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Gooseberry problem

Ive grown gooseberries successfully for years but after a recent move to Nottingham have had problems. The leaves and fruit have turned partly red/brown and the leaves look somewhat withered. Yields are low & the fruit small. No signs of pests nor any apparent disease. Is it soul ph, nutrient deficiency or what? Black currant has same problem. Red currents are fine. 


  • BobTheGardenerBobTheGardener Posts: 11,391
    Looks like it could possibly be lack of water.  I'm not too far away and my garden is still really in a state of drought.  That very warm spell in February has also done some 'northern climate' fruit trees and shrubs no good at all.
    A trowel in the hand is worth a thousand lost under a bush.
  • Thanks - but I’ve got an automatic watering system so it’s not too dry. 
  • DovefromaboveDovefromabove Posts: 83,992
    Frost/chill wind?

    Gardening in Central Norfolk on improved gritty moraine over chalk ... free-draining.

  • Neither. Possibly too much shade? Acid soil? 
  • DovefromaboveDovefromabove Posts: 83,992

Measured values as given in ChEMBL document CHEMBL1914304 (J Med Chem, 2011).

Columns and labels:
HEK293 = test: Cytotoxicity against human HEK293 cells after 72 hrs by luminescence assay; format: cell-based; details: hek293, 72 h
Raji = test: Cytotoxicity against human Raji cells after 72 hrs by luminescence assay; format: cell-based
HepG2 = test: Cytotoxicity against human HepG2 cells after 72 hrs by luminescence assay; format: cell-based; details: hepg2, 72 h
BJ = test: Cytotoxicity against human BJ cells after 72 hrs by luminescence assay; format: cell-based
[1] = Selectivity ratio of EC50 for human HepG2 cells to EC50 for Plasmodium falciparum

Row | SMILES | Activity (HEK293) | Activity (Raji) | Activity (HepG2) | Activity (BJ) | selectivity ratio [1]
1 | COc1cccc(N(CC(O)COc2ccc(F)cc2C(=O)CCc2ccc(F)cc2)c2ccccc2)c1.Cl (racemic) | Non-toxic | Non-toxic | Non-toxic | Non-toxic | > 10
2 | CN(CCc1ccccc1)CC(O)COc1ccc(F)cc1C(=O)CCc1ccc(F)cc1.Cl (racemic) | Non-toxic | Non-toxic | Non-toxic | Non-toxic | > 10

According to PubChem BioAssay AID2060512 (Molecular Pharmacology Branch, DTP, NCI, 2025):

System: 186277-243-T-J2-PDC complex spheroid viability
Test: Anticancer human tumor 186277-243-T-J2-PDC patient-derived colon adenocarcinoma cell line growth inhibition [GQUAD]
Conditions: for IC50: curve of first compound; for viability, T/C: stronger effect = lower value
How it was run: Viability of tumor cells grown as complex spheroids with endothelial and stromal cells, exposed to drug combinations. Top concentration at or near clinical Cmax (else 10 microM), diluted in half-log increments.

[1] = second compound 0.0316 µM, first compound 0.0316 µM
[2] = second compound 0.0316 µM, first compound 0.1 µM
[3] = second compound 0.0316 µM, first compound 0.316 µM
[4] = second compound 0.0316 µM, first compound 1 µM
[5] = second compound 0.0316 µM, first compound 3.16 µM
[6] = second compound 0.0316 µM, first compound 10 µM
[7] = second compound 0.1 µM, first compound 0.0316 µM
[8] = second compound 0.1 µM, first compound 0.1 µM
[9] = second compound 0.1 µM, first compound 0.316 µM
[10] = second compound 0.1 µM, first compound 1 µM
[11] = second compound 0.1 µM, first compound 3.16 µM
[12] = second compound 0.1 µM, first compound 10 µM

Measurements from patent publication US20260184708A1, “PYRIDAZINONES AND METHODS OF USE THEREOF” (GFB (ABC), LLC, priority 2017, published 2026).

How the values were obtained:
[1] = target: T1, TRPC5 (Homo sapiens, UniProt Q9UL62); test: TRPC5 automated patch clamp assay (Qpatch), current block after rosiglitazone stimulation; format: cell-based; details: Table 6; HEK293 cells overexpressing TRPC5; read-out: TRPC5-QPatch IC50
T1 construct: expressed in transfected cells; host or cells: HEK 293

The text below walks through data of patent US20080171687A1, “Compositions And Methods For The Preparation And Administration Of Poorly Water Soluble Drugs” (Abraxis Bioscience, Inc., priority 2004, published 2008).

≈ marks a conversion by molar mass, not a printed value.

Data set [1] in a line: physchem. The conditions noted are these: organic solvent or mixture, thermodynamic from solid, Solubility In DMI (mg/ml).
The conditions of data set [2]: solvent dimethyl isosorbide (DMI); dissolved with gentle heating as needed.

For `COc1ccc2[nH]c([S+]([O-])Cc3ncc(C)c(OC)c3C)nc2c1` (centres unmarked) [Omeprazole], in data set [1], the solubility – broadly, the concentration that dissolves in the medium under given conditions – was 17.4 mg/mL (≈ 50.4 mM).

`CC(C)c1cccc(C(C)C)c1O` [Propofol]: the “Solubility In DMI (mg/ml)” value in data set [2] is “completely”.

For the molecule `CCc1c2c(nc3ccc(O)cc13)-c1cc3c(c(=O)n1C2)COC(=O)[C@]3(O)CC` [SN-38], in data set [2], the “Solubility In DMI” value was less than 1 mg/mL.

My gooseberries and black currants are in shade for most of the afternoon and seem perfectly happy ... I’ve not tried growing them in acidic soil ... we’re on chalk here ... scratching my head ... 🤷‍♀️ 

    Gardening in Central Norfolk on improved gritty moraine over chalk ... free-draining.

  • mrtjformanmrtjforman Posts: 331
    yeah definetely bad soil.

    I take it you had to dig them up, put them in pots and move them to nottingham? That will have stressed them out loads anyway. Maybe dig up the planting site a bit, add some chicken manure or other organic matter. Some of my gooseberries have looked like that in the past, spend some time on digging them up and replanting and they should recover.
    A garden neglected by a non gardener is usually a mission to sort out.
  • Actually it’s a new plant - Invicta. Soil has had a lot of compost & feed. I haven’t checked pH so i’ll Do that. 
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